17
Sep
07

Photoblog

After a lot of messing around, a week or more of inaction, and a little more messing around, I finally got my photoblog up and running.  The bottom line seems to be that WordPress and the photoblogging plug-in don’t play nicely with 10MP images.  I had been hoping that I would be able to use the plug-in to automatically upload, resize, and thumbnail all the images I wanted to post on the photoblog, and while that may still be possible, I have given up trying to make it work.  For now, I will resize the images manually and then use the WordPress administrative interface to upload things.  This also will give me the opportunity to think about whether I want to crop the pictures at all in order to make sure the picture is composed exactly as I want it.

Anyway, my photoblog is now available at the unsurprising URL: http://imladris.mit.edu/photoblog/  (Update: this site is now down – see its replacement at http://instantforever.org)

I wrestled with the title for quite awhile, rather than choosing something lame like “insert title here”.  My initial choice was “14 Shots of the Dome”, which was meant to say something about how this site featured photography (“shots”) and about how I am a student of MIT, the most easily recognizable architectural feature of which is its dome.  I thought this title was a clever double meaning to both “shots” and “dome”, playing off L.L. Cool J’s album “14 Shots to the Dome”.  However, after some consideration, I decided not to use a name that evoked thoughts of someone getting shot in the head.

Going back to the drawing board, I began to think a lot about the nature of photography, which, I would say, is the way in which it takes a fleeting moment and records it, preserving it for eternity.  I’ve been thinking more about speaking German lately, so I thought I might want to choose a title in German.  Furthermore, the people who made both the WordPress photoblog plug-in as well as the WordPress theme I’m using are German speakers, so this seemed doubly appropriate.  In the end, I settled on “Der Ewige Augenblick”, which roughly translates to “The Eternal Instant” or “The Everlasting Moment”.  I also considered “Der Ewiggewordene Augenblick”, which would more precisely capture the idea of an instant becoming eternal, but that seems like a mouthful for English speakers.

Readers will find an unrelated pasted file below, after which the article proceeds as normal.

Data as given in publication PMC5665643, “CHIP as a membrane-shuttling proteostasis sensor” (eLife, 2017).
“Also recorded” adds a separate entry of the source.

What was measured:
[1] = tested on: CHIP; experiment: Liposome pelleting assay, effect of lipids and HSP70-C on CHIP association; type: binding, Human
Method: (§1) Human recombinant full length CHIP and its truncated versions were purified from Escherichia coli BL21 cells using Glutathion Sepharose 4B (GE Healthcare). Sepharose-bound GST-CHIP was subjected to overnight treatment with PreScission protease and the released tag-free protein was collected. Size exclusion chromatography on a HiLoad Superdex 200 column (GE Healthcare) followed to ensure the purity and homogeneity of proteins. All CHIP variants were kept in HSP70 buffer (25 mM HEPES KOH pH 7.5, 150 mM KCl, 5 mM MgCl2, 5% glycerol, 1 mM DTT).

I posted a picture last night and another one tonight.  I hope that you’ll take a look and let me know what you think.

01
Sep
07

Potential Outage / Coming Attractions

So, I’m planning to add a photoblog to the offerings here on imladris.mit.edu.  In particular, I’m thinking about using the so-called “Yet Another Photo Blog” plug-in for WordPress, since I have a decent amount of experience with WordPress and I already have 2 WordPress installations on this server.  However, as I was looking into adding a photoblog, I realized that having 3 separate WordPress installations would be a pain, since it would make 3 times the work for me when I want to upgrade to a new version of WordPress.  So, I’ve decided to try to consolidate things and run my blog, Heather’s blog, and my new photoblog all from the same WordPress installation.  How is such a thing possible?  Well, after looking through the documentation at codex.wordpress.org, I found the Allan Mertner/Stephen Rider symlink hack.  I plan to try to get this running in the next day or two.  However, I’ve had enough experience doing things like this to know that it rarely goes as smoothly as one might hope.  So, be forewarned that this blog, and Heather’s blog, for that matter, could be out of commission for a day or two.  Once everything is set up, I’ll post again and let you know where you can find my new photoblog.  I have a pretty big backlog of pictures, both from my ~20 rolls of film (with 4 more yet to be developed) and from the 600+ pictures that I’ve taken with my Pentax K10D since I got it, so I hope to be able to give my readership a picture a day for the foreseeable future.